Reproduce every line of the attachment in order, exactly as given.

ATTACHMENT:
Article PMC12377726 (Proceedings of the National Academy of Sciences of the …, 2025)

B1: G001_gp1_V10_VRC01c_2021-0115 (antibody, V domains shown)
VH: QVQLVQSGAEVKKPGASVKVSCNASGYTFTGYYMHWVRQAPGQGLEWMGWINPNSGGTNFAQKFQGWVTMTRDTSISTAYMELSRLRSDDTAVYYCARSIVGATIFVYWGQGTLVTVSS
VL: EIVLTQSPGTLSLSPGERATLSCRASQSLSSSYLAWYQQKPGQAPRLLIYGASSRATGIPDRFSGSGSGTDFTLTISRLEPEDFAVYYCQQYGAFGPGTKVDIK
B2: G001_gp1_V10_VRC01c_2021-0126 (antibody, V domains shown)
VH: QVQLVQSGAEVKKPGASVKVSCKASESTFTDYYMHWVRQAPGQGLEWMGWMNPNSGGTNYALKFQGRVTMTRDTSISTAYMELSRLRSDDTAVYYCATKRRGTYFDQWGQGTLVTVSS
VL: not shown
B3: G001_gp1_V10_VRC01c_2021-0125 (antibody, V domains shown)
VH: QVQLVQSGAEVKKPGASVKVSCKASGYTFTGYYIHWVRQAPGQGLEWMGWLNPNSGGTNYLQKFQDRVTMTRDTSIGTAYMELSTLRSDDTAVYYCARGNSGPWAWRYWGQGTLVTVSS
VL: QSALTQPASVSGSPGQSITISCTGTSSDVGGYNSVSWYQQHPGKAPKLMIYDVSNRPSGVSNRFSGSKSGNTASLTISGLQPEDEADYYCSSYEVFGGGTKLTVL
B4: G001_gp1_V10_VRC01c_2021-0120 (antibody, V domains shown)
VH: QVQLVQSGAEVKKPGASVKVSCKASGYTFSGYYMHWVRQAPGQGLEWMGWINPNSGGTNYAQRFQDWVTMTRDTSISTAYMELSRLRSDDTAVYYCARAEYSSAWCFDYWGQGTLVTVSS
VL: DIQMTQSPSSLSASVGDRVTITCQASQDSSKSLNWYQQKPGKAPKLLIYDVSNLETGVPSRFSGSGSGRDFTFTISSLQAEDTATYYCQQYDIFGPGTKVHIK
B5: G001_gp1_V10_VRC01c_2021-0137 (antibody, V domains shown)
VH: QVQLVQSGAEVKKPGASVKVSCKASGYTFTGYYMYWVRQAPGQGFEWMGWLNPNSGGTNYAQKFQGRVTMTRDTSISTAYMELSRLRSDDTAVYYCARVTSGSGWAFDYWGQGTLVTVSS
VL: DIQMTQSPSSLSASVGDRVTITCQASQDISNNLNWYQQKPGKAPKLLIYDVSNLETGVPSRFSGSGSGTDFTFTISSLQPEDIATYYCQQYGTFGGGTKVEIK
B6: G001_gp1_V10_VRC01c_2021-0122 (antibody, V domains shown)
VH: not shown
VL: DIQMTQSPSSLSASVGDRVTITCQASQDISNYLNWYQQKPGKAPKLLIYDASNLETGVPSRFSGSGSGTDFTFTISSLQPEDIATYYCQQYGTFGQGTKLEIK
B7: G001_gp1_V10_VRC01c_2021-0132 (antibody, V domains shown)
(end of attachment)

Article PMC12377726 (Proceedings of the National Academy of Sciences of the …, 2025)

B1: G001_gp1_V10_VRC01c_2021-0115 (antibody, V domains shown)
VH: QVQLVQSGAEVKKPGASVKVSCNASGYTFTGYYMHWVRQAPGQGLEWMGWINPNSGGTNFAQKFQGWVTMTRDTSISTAYMELSRLRSDDTAVYYCARSIVGATIFVYWGQGTLVTVSS
VL: EIVLTQSPGTLSLSPGERATLSCRASQSLSSSYLAWYQQKPGQAPRLLIYGASSRATGIPDRFSGSGSGTDFTLTISRLEPEDFAVYYCQQYGAFGPGTKVDIK
B2: G001_gp1_V10_VRC01c_2021-0126 (antibody, V domains shown)
VH: QVQLVQSGAEVKKPGASVKVSCKASESTFTDYYMHWVRQAPGQGLEWMGWMNPNSGGTNYALKFQGRVTMTRDTSISTAYMELSRLRSDDTAVYYCATKRRGTYFDQWGQGTLVTVSS
VL: not shown
B3: G001_gp1_V10_VRC01c_2021-0125 (antibody, V domains shown)
VH: QVQLVQSGAEVKKPGASVKVSCKASGYTFTGYYIHWVRQAPGQGLEWMGWLNPNSGGTNYLQKFQDRVTMTRDTSIGTAYMELSTLRSDDTAVYYCARGNSGPWAWRYWGQGTLVTVSS
VL: QSALTQPASVSGSPGQSITISCTGTSSDVGGYNSVSWYQQHPGKAPKLMIYDVSNRPSGVSNRFSGSKSGNTASLTISGLQPEDEADYYCSSYEVFGGGTKLTVL
B4: G001_gp1_V10_VRC01c_2021-0120 (antibody, V domains shown)
VH: QVQLVQSGAEVKKPGASVKVSCKASGYTFSGYYMHWVRQAPGQGLEWMGWINPNSGGTNYAQRFQDWVTMTRDTSISTAYMELSRLRSDDTAVYYCARAEYSSAWCFDYWGQGTLVTVSS
VL: DIQMTQSPSSLSASVGDRVTITCQASQDSSKSLNWYQQKPGKAPKLLIYDVSNLETGVPSRFSGSGSGRDFTFTISSLQAEDTATYYCQQYDIFGPGTKVHIK
B5: G001_gp1_V10_VRC01c_2021-0137 (antibody, V domains shown)
VH: QVQLVQSGAEVKKPGASVKVSCKASGYTFTGYYMYWVRQAPGQGFEWMGWLNPNSGGTNYAQKFQGRVTMTRDTSISTAYMELSRLRSDDTAVYYCARVTSGSGWAFDYWGQGTLVTVSS
VL: DIQMTQSPSSLSASVGDRVTITCQASQDISNNLNWYQQKPGKAPKLLIYDVSNLETGVPSRFSGSGSGTDFTFTISSLQPEDIATYYCQQYGTFGGGTKVEIK
B6: G001_gp1_V10_VRC01c_2021-0122 (antibody, V domains shown)
VH: not shown
VL: DIQMTQSPSSLSASVGDRVTITCQASQDISNYLNWYQQKPGKAPKLLIYDASNLETGVPSRFSGSGSGTDFTFTISSLQPEDIATYYCQQYGTFGQGTKLEIK
B7: G001_gp1_V10_VRC01c_2021-0132 (antibody, V domains shown)